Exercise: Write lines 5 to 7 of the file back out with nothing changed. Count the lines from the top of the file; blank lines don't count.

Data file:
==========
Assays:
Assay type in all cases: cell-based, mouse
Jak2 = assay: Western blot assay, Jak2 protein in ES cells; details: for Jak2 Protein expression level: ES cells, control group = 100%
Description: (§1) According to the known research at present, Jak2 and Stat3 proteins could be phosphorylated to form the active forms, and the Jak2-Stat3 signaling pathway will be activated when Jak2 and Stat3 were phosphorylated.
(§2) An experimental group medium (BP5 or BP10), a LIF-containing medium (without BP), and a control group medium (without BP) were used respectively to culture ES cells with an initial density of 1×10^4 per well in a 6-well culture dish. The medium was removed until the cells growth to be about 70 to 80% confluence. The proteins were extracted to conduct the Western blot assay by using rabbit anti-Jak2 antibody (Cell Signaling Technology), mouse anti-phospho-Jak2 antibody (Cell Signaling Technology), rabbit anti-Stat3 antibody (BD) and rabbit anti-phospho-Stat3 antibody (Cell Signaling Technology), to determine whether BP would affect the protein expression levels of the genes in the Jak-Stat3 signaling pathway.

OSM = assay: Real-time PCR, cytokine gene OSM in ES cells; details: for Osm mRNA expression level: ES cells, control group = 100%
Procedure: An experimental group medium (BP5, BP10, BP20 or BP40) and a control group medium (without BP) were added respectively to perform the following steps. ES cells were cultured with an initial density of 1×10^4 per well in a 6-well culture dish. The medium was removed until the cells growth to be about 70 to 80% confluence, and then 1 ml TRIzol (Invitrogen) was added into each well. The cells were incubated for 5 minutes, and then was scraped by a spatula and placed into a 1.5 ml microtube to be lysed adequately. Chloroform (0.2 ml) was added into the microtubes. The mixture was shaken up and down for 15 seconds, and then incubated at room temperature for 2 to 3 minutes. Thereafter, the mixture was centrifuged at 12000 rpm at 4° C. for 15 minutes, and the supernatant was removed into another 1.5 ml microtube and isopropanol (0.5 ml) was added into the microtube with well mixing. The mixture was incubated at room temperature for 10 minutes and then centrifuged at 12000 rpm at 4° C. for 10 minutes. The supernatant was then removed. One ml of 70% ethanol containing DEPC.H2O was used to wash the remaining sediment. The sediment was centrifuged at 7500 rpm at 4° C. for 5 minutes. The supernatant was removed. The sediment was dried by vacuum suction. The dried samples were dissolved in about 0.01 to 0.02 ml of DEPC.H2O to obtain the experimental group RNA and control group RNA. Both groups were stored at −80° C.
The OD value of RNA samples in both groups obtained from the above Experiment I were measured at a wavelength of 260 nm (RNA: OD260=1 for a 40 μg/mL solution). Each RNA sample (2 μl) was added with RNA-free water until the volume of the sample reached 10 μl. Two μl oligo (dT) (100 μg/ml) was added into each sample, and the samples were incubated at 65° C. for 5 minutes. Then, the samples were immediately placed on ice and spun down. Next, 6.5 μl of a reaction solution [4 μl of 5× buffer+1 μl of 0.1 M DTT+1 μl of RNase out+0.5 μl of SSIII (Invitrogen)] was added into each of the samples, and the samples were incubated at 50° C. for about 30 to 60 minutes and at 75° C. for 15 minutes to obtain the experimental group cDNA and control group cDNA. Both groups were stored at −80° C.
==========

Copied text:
(§2) An experimental group medium (BP5 or BP10), a LIF-containing medium (without BP), and a control group medium (without BP) were used respectively to culture ES cells with an initial density of 1×10^4 per well in a 6-well culture dish. The medium was removed until the cells growth to be about 70 to 80% confluence. The proteins were extracted to conduct the Western blot assay by using rabbit anti-Jak2 antibody (Cell Signaling Technology), mouse anti-phospho-Jak2 antibody (Cell Signaling Technology), rabbit anti-Stat3 antibody (BD) and rabbit anti-phospho-Stat3 antibody (Cell Signaling Technology), to determine whether BP would affect the protein expression levels of the genes in the Jak-Stat3 signaling pathway.

OSM = assay: Real-time PCR, cytokine gene OSM in ES cells; details: for Osm mRNA expression level: ES cells, control group = 100%
Procedure: An experimental group medium (BP5, BP10, BP20 or BP40) and a control group medium (without BP) were added respectively to perform the following steps. ES cells were cultured with an initial density of 1×10^4 per well in a 6-well culture dish. The medium was removed until the cells growth to be about 70 to 80% confluence, and then 1 ml TRIzol (Invitrogen) was added into each well. The cells were incubated for 5 minutes, and then was scraped by a spatula and placed into a 1.5 ml microtube to be lysed adequately. Chloroform (0.2 ml) was added into the microtubes. The mixture was shaken up and down for 15 seconds, and then incubated at room temperature for 2 to 3 minutes. Thereafter, the mixture was centrifuged at 12000 rpm at 4° C. for 15 minutes, and the supernatant was removed into another 1.5 ml microtube and isopropanol (0.5 ml) was added into the microtube with well mixing. The mixture was incubated at room temperature for 10 minutes and then centrifuged at 12000 rpm at 4° C. for 10 minutes. The supernatant was then removed. One ml of 70% ethanol containing DEPC.H2O was used to wash the remaining sediment. The sediment was centrifuged at 7500 rpm at 4° C. for 5 minutes. The supernatant was removed. The sediment was dried by vacuum suction. The dried samples were dissolved in about 0.01 to 0.02 ml of DEPC.H2O to obtain the experimental group RNA and control group RNA. Both groups were stored at −80° C.